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Analysis

Losing EHIC leaves the vulnerable more vulnerable abroad

by Molly Scott Cato | 05.07.2018

Today marks the 70th anniversary of the NHS. It is a phenomenal achievement; our healthcare system is one of the best in the world. But our rights to free healthcare at the point of delivery are under threat, not just because of the funding crisis in the NHS.

An estimated 27 million of us carry a European Health Insurance Card (EHIC). For most people this means peace of mind when travelling in Europe, that you’ll have the same access to healthcare as locals if you fall unexpectedly ill or suffer an accident. But for the 29,000 people in the UK who have kidney failure and need life-saving dialysis, Brexit could mean the difference between being able to afford a trip to Europe or not.

Those with chronic conditions depend on the card most, since finding cover for their conditions using private insurance is prohibitively expensive. If Britain is unable to remain in the EHIC system post-Brexit then travel for people on dialysis in the UK could become virtually impossible. The cost of paying privately for dialysis sessions in the EU is up to £880 a week and is not available on standard travel insurance.

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So will we be able to keep our EHICs? The government claims that EU citizens in the UK, and UK citizens in the EU, will be able to continue to use their cards after Brexit. But actually, all that’s been agreed so far is that this will be the case if you happen to be in an EU country on the day the UK leaves the bloc (see par. 29 of the EU-UK joint report from December). Beyond this all the government has promised is that it will “seek an ongoing arrangement akin to the EHIC scheme”.

The House of Lords has already rung the alarm bells in a report warning not to take “UK-EU reciprocal healthcare for granted”. Michael Jay, the chairman of the EU home affairs sub-committee, added: “These arrangements have brought the greatest benefit to some of the most vulnerable members of our society. We do not wish to see this progress reversed in the future.”

Fiona Loud, policy director at Kidney Care UK, said people are anxious. She’s called for a “clear commitment from the government to protect kidney patients post-Brexit because the needs of people with long-term conditions will continue to cross borders.”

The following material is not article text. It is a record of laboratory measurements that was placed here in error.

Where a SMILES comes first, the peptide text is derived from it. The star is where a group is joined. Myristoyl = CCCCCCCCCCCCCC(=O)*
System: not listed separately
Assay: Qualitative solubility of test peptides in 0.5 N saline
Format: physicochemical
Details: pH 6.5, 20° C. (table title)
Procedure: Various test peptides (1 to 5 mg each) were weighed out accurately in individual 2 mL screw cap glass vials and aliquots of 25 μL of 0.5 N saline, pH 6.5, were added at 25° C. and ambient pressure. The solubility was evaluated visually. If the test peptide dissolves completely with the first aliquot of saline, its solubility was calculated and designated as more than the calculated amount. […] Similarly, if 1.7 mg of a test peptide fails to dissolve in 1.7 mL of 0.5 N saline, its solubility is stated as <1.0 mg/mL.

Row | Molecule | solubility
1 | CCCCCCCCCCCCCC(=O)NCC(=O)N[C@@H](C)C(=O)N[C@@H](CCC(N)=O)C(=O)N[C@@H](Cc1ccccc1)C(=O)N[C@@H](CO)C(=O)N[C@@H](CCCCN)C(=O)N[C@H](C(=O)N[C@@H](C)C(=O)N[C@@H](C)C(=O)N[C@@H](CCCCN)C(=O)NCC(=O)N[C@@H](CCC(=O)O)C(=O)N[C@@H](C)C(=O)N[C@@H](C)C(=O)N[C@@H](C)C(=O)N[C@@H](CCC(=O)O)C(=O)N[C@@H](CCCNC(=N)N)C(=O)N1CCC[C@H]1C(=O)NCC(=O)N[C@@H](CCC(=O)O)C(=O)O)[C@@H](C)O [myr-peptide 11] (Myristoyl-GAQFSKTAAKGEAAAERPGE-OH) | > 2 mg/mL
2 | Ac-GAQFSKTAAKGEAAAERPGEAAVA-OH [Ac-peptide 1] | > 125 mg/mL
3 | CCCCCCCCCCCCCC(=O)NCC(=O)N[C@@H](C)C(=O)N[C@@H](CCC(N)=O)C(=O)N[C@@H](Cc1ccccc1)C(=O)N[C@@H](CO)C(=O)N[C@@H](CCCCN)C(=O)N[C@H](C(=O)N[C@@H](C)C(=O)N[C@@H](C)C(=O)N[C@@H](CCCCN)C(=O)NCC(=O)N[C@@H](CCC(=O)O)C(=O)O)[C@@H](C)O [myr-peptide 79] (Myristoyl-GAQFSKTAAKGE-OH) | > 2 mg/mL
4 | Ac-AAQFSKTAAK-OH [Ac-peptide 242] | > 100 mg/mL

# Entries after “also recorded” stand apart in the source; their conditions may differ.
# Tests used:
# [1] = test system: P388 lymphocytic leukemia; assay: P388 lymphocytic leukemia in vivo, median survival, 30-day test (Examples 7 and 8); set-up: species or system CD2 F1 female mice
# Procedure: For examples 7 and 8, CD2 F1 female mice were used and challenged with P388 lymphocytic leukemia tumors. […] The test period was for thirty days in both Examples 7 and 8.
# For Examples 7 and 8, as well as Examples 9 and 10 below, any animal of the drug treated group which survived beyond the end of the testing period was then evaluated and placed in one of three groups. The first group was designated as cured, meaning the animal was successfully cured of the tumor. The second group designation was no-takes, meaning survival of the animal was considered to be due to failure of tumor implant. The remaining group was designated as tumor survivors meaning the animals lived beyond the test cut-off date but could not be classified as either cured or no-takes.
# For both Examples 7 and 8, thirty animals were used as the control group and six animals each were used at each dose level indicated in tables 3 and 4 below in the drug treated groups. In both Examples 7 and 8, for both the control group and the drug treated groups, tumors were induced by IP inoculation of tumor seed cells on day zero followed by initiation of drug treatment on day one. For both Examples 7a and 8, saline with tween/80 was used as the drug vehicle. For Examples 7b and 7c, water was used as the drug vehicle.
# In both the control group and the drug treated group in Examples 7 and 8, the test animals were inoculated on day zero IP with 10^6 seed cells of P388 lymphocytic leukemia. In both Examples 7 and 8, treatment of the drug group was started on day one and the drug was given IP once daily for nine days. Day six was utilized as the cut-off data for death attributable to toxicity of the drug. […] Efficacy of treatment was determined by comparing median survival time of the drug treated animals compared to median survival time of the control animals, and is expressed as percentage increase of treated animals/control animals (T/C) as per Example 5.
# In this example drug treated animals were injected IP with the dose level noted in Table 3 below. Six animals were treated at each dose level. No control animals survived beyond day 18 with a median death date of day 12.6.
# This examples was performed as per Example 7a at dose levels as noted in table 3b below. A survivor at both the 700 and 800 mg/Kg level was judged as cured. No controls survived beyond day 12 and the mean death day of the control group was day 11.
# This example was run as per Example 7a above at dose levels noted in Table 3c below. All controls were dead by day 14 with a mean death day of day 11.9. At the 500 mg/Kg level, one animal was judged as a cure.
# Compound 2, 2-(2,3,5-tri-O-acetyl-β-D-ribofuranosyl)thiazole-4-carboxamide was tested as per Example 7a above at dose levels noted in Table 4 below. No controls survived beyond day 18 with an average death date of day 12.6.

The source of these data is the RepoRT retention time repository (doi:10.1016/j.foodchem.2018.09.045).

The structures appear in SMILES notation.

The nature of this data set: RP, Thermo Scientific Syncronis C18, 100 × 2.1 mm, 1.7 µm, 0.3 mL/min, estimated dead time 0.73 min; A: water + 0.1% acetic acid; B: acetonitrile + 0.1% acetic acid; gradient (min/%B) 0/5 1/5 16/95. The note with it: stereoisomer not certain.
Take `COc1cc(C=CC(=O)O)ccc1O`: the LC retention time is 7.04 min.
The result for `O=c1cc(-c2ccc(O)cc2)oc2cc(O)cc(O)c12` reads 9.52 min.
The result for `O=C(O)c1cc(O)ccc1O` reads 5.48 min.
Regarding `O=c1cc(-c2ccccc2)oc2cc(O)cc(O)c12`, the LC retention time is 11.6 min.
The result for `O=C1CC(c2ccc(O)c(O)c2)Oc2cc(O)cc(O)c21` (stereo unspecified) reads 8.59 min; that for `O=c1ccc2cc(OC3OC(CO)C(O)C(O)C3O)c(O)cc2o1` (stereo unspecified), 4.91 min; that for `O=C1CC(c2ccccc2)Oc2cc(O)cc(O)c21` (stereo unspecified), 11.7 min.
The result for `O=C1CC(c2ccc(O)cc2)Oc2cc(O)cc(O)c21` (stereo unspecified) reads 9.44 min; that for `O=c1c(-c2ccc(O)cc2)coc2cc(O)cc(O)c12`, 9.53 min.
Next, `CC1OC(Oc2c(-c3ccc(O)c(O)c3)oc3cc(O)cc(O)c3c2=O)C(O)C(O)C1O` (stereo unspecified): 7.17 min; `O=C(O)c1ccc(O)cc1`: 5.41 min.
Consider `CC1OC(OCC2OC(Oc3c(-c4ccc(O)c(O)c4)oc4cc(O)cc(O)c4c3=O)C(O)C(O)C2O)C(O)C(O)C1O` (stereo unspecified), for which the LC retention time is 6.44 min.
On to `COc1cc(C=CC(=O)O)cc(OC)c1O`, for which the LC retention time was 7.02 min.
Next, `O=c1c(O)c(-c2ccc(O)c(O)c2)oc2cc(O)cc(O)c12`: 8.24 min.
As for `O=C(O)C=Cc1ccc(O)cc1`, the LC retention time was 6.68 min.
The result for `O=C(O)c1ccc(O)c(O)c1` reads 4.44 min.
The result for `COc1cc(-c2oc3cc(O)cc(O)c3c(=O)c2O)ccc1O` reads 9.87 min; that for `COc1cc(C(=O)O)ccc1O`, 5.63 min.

Despite government’s insistence that it wants “all current and future UK nationals to continue to benefit from EHIC rights”, a hard Brexit and Theresa May’s red lines make it unlikely. The EHIC system only applies to EU and EFTA members, who follow all the rules of the single market, including freedom of movement.

Far from entering Brexiters’ fantasyland of “global Britain”, those with chronic health conditions are likely to find themselves trapped within the confines of the UK after Brexit.

Edited by Luke Lythgoe

3 Responses to “Losing EHIC leaves the vulnerable more vulnerable abroad”

  • For those who say private travel insurance would be an alternative to the EHIC card, just browse through a few insurance policy documents. I have one with 86 pages mainly in small print. It is mainly just a list of optouts and get outs for the insurance company. Have you a pre-existing health condition etc. There are few of us who can truthfully say we have a completly clean bill of health.
    Of course declaring pre-existing medical conditions to an insurance company, does not automatically exclude cover, but it makes it a damned sight more expensive.

    The EHIC card is a superb innovation and peace of mind for travellers, which largely avoids the problem of insurance company get outs. For those who say we will be free on Brexit day, the loss of the Brexit card is a example proving the exact opposite.

  • Having married a Polish lady 6 years ago and being now eighty years old, EHIC has allowed me to live much of my time in Poland, without worrying about my health. With the onset of Brexit I enquired about basic insurance and found it would cost me nearly 3/4 of my pension. If I lose my EHIC in Brexit my life here and possibly my marriage will be in danger. I fear the present Tory government will not give cover to my wife if we came to Britain. I bet I am not the only one in this position.

  • This seems to me to be a classic example of a topic which needs a petition to keep it in the minds of our negotiators. I doubt if anyone realized this consequence of leaving the EU, even those who claim to know exactly what Brexit means. Brexit…the gift which keeps on giving.